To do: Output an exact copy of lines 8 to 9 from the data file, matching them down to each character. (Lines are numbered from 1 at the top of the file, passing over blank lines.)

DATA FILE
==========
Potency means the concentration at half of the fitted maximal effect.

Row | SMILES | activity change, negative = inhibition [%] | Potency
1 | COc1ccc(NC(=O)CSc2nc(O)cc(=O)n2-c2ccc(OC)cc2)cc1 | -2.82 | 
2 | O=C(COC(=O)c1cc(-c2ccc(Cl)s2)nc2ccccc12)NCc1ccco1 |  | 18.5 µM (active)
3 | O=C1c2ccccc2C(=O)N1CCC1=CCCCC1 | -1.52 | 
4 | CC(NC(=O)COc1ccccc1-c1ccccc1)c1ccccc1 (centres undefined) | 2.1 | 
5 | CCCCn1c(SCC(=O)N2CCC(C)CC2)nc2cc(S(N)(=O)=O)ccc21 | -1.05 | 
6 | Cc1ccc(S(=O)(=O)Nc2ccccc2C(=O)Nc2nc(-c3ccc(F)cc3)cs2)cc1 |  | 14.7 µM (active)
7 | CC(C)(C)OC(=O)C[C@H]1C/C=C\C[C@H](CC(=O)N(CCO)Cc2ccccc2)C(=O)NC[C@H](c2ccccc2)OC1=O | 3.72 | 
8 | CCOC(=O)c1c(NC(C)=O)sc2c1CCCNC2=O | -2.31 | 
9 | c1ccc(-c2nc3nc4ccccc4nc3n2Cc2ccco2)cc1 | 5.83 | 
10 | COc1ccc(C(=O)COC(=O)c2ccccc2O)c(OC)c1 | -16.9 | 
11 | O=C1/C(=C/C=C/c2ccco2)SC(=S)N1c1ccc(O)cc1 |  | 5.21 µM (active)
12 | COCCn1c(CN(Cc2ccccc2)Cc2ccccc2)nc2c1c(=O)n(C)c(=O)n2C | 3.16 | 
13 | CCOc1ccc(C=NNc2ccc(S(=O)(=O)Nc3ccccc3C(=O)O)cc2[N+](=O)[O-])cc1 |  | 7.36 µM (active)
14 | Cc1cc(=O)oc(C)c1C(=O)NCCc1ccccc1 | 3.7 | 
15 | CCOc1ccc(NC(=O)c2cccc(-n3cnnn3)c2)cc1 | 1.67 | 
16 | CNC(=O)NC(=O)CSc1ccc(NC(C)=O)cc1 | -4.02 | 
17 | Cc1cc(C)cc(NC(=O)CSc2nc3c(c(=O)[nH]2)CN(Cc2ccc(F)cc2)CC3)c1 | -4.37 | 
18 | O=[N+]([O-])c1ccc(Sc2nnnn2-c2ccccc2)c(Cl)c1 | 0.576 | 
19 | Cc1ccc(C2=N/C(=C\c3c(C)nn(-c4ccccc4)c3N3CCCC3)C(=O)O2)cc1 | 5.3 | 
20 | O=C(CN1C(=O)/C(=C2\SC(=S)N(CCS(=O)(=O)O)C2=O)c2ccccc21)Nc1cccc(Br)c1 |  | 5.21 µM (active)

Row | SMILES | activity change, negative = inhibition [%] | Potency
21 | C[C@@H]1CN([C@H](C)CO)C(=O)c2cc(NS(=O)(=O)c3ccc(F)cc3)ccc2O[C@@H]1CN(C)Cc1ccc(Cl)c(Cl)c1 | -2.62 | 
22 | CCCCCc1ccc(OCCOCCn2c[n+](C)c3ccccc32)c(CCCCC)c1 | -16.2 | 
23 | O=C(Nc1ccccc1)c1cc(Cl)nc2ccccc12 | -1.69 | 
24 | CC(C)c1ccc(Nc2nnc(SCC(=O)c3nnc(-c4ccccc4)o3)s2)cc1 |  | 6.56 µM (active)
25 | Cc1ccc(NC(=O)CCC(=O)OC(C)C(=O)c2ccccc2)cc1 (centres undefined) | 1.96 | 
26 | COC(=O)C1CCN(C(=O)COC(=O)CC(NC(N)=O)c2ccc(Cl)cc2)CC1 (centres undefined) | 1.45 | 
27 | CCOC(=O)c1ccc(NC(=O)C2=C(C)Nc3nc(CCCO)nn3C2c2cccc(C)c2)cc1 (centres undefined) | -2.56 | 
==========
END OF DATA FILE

6 | Cc1ccc(S(=O)(=O)Nc2ccccc2C(=O)Nc2nc(-c3ccc(F)cc3)cs2)cc1 |  | 14.7 µM (active)
7 | CC(C)(C)OC(=O)C[C@H]1C/C=C\C[C@H](CC(=O)N(CCO)Cc2ccccc2)C(=O)NC[C@H](c2ccccc2)OC1=O | 3.72 | 